So here's what I suggest. First, take your dog back to the vet. Describe the sudden personality change and ask him/her to examine your dog thoroughly for any signs of infection or illness. If you can rule out a medical cause, then you need to address the behavioral issue.

You must make sure your dog sees all human family members as dominant over her so she doesn't think she can get away with nipping or more aggressive behaviors. If you haven't put her through obedience training yet, now is the time. Take your daughter to the classes with you too, and let her participate with the dog. This will teach your pet that your daughter is her master too, and hopefully end this foray into aggressive behavior.

If at any time you feel your daughter is in danger of true injury, you'll have to consider whether it's safe to keep your dog in the home. It may become necessary to find another place for her.

I hope you find a way to keep everyone together. Best of luck.

~~ Kelly

Was Dog Traumatized?

Hi, I have a three-year-old Lab. One evening my dog went out for a walk with the servant, and ever since that day he is terrified of the servant and equally afraid to step out. He refuses to go out with the leash, goes out twice a day only when desperate and does not go out to play.

He seems very scared once outside the house, and does his job and runs back home. Sometimes he comes out, hesitates and then charges right back inside.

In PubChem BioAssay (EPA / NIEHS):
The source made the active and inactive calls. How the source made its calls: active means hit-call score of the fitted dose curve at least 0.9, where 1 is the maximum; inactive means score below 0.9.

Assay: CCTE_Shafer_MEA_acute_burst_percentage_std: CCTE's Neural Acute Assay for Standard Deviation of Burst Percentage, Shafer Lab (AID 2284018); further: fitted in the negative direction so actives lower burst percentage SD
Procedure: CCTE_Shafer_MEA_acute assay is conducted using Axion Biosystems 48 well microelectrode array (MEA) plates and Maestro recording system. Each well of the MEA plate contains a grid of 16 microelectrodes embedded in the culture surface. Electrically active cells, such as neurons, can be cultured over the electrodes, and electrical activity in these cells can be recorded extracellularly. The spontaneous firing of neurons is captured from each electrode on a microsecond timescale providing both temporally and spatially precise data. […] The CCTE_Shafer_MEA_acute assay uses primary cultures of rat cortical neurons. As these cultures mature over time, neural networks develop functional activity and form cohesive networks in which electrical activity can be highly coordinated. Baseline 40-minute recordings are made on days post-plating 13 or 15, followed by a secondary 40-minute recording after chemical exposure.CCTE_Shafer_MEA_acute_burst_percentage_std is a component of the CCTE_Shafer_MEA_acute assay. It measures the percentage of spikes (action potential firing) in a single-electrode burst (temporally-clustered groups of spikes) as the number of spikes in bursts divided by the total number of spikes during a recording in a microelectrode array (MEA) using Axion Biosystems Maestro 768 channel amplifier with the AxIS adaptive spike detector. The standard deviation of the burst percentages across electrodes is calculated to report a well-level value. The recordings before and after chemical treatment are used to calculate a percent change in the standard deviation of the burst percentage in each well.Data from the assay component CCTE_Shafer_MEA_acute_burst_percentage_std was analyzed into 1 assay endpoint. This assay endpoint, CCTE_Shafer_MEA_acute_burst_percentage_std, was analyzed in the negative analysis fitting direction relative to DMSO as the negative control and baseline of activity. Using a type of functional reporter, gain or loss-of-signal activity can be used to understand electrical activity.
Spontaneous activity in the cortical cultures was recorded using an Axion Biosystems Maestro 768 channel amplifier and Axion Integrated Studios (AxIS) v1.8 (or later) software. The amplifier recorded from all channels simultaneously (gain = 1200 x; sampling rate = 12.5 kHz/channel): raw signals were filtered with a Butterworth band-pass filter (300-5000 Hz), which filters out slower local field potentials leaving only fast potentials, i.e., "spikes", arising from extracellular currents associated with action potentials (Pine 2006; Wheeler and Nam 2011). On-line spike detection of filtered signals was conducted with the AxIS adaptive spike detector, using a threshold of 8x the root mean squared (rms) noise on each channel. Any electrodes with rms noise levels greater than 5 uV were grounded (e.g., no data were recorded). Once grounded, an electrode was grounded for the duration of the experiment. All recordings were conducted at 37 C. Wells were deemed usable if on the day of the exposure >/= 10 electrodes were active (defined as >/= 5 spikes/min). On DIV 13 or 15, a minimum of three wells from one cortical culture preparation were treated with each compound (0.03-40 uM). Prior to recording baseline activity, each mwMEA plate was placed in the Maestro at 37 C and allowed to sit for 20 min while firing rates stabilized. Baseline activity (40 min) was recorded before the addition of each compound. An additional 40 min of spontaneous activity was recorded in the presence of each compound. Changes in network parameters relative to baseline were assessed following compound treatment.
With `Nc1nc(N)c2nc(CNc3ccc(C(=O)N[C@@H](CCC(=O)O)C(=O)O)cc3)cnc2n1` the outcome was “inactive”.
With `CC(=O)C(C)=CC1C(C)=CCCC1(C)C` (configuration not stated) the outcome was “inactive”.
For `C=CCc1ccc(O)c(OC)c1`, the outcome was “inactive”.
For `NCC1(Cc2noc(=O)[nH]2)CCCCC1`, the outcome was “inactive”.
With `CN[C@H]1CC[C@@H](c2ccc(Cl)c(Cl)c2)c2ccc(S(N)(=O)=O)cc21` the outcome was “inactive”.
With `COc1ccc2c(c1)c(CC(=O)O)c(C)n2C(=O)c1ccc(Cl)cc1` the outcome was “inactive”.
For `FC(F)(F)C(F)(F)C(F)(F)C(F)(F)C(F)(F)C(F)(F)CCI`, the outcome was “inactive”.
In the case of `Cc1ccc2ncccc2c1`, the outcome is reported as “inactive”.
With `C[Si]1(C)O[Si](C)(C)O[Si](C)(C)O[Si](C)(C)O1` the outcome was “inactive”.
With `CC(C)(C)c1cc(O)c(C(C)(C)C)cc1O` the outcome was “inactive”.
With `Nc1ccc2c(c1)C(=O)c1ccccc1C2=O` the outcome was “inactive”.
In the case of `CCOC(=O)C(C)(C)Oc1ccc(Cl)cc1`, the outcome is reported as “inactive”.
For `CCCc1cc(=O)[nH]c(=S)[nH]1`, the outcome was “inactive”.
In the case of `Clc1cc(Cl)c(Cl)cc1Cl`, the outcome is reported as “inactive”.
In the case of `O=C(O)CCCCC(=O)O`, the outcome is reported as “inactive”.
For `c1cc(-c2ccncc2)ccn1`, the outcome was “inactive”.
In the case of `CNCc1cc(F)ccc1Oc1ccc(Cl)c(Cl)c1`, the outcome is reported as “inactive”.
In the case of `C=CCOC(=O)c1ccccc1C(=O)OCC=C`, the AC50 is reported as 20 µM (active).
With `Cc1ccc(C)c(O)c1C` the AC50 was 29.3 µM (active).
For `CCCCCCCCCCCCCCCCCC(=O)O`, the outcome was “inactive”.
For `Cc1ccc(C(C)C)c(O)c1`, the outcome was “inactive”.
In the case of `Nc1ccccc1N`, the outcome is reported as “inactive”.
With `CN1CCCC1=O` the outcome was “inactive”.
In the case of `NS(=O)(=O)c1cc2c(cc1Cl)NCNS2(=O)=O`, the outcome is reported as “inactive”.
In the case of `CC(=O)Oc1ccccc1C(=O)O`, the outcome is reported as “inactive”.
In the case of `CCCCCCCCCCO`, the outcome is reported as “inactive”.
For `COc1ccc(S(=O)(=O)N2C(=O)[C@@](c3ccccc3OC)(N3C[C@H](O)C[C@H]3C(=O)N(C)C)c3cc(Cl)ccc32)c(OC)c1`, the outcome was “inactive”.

However, when no one's around at night, he thoroughly enjoys himself and even runs around playfully. What can be the reason for this sudden fear and how can we help him overcome it?

Expert Reply

Hi Crimson,

I'm curious. Have you ever questioned the person who walked your dog about what went on that day? It appears your dog went through some sort of trauma that triggered this enormous personality change.

I recommend you hire an animal behaviorist to come to your home and observe your dog in person. You'll want to schedule this visit on a day when the employee in question is working. The behaviorist will observe your dog's behavior with a keen eye, as well as how he reacts with your employee. Together, you can all piece together what has triggered your dog's extremely fearful behavior, and the professional will plan out a course of action to address it.

Thank you for your question, and I hope that with love and patience, your dog will return to his old self once again.

~~ Kelly

Sudden Dog Personality Change